Posts Tagged ‘Yukihide Benny’



JAPAN 2010  Directed by: Go Ohara  Written by: Hisakatsu Kuroki  Produced by: Jun Nakajima, Hiroyuki Sasaki Cast: Rina Akiyama, Ruito Aoyagi, Asami, Yukihide Benny, Satoshi Hakuzen, James Mark, Misaki Momose, Fumie Nakajima, Masahiro Okamoto, Minami Tsukui, Yurei Yanagi

Now that’s entertainment. It’s almost as if GOTHIC & LOLITA PSYCHO wanted to prove that funny isn’t the same as silly (see CHANBARA STRIPTEASE). Rina Akiyama plays a young woman whose mother is killed by ruthless assassins, causing her to go on a killing spree herself dressed up as a gothic lolita avenger. Needless to say that her crazy dress comes with equally crazy weaponry…ready to deliver a one-of-a-kind death penalty to the villains.

Everything CHANBARA STRIPTEASE was missing is beautifully intact in GOTHIC & LOLITA PSYCHO. It’s a tongue-in-cheek rollercoaster ride with over-the-top carnage and mayhem, but it also always keeps a healthy distance to the on-screen violence – a constant smirk is hovering above the flick from beginning to end. And with the thematic outfits GOTHIC & LOLITA PSYCHO seems like a Halloween party gone wrong, but makes very creative use of one of Japan’s most favorite pop culture icons.

Equipped with lethal umbrellas and more Rina Akiyama looks like the Harajuku version of Emma Peel, slicing and dicing her way through enemy lines. School uniforms are so 1980’s – leave that to the YoYo Girl Cops. Here comes the GOTHIC & LOLITA PSYCHO: glam and gore are never far apart, and the beautiful dress and inventive equipment make for a playful, quirky heroine you’ll instantly fall in love with.

Go Ohara’s take on J pop culture, gore flicks and “tribal” insignia is fresh and entertaining, beating other flicks by a mile. Add to that comparably good special effects, camerawork and editing, and you’re in for a great movie night. GOTHIC & LOLITA PSYCHO may have stayed under the radar a bit, but make no mistake: it’s bloodier and better than many of the other wannabe genre sensations.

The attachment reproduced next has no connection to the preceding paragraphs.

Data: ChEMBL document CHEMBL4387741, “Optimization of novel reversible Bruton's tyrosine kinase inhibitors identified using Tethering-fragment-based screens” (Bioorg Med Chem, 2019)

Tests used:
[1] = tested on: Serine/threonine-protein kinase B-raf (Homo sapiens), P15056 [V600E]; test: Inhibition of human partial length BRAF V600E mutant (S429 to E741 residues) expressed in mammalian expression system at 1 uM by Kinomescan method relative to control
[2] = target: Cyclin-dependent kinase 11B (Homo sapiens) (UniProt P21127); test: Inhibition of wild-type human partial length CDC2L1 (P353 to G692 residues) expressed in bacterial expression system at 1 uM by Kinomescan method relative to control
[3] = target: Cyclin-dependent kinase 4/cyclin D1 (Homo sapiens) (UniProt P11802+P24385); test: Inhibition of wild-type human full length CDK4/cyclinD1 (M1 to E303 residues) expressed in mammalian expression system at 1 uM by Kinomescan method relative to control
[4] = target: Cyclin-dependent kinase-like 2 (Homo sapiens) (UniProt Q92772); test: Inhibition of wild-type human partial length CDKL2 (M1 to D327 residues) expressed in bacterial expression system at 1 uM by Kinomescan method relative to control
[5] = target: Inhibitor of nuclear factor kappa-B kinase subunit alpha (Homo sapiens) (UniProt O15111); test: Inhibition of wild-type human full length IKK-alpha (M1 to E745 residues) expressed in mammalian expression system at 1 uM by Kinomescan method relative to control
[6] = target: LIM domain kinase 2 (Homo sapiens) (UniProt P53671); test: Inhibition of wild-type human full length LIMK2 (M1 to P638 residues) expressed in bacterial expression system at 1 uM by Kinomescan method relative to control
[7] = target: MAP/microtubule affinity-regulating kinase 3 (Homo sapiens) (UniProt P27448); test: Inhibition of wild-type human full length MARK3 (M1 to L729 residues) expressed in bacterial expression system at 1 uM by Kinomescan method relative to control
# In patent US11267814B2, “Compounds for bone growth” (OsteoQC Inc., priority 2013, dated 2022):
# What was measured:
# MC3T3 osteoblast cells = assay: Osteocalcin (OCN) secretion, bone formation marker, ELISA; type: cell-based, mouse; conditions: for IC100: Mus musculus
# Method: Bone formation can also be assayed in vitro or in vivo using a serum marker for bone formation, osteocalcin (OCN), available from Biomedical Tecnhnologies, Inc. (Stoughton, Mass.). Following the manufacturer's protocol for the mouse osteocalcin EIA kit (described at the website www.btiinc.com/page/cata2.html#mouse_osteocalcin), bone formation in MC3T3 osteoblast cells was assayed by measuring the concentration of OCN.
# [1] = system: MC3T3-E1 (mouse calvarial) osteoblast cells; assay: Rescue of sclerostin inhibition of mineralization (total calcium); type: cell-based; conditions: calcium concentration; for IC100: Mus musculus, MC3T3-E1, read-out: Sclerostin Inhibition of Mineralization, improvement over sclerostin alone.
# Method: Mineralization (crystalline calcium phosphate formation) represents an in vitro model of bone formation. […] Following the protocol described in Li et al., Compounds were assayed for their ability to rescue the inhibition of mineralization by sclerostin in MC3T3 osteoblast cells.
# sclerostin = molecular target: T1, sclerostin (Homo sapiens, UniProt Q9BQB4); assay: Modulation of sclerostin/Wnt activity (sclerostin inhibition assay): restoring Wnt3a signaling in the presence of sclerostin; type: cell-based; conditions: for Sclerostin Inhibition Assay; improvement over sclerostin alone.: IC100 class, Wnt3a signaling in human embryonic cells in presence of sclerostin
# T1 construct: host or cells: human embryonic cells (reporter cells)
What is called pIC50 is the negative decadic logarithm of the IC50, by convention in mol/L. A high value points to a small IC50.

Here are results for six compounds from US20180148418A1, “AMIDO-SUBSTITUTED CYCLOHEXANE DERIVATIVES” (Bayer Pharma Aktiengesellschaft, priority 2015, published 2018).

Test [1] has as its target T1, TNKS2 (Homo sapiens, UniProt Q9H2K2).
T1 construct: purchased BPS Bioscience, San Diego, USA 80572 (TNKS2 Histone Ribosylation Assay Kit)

With the pedal to the metal from beginning to end GOTHIC & LOLITA PSYCHO keeps what others promise. Best consumed on Friday, or Monday, evening.







JAPAN 2009  Directed & Written by: Noburo Iguchi Produced by: Naobumi Ashi, Akira Fujita, Kazunari Okuma, Yui Shibata  Cinematography: Yasutaka Nagano Music: Yasuhiko Fukuda  Cast: Naoto Takenaka, Asami, Suzuki Matsuo, Kentaro Shimazu, Yukihide Benny, Yuya Matsuura, Kentaro Kishi, Demo Tanaka, Shigeki Terao, Yoshihiro Nishimura, Cay Izumi

It would be easy to just say that ROBOGEISHA is written and directed by Noburo MACHINE GIRL Iguchi and basically end the review right there. MACHINE GIRL was fabricated to a fan audience and despite some marvelous scenes it was a lousy movie.

ROBOGEISHA now is quite a surprise as I expected another mindless, repetitive gorefest. The movie may still be a calculated work made to fit the fan market, however I found it being so much more a) humorous and b) entertaining. ROBOGEISHA is not taking itself too seriously and it turns out to be a very playful movie that is drawing inspiration from various sources.

In fact ROBOGEISHA is straying through many movie genres and styles, and if it wasn’t permanently aiming for our wallets it could have been an intelligent homage to the history of Japanese horror, ninja, science fiction ad sex cinema. Sure it’s still a B-movie, but so are many of the original films that ROBOGEISHA is quoting. It’s fun and funny nevertheless.

Different from MACHINE GIRL Iguchi’s ROBOGEISHA brings much more to the table: a twisty Frankenstein inspired story, paired with enough action and black humor that you’ll not forget you’re watching a party movie.

Along the way Iguchi is taking us through motifs of Pink Eigas and Romanporn flicks, lots of ninja assassinations, impossible love affairs, robotic super hero terrain, classic the-schoolgirl-isn’t-really-a-schoolgirl stuff and finally Japanese opera. That’s more than you need for a successful start into a movie night, but as ROBOGEISHA is still far away from being a great film make sure you’ll have something more sincere at hand.

The bottom line is that ROBOGEISHA is one of the best movies coming out of the recent nouvelle vague of Japanese B-splatter movies. Fans might want it to be more excessive; in my opinion ROBOGEISHA is courageous to trade-off splatter for more creativity and twinkle-in-the-eye and finally succeeds as it clearly achieves a higher artistic standard than most other films of this species.

If you could pick only one movie among all the latest cheap Japanese splatter movies you’d be well advised to decide for ROBOGEISHA.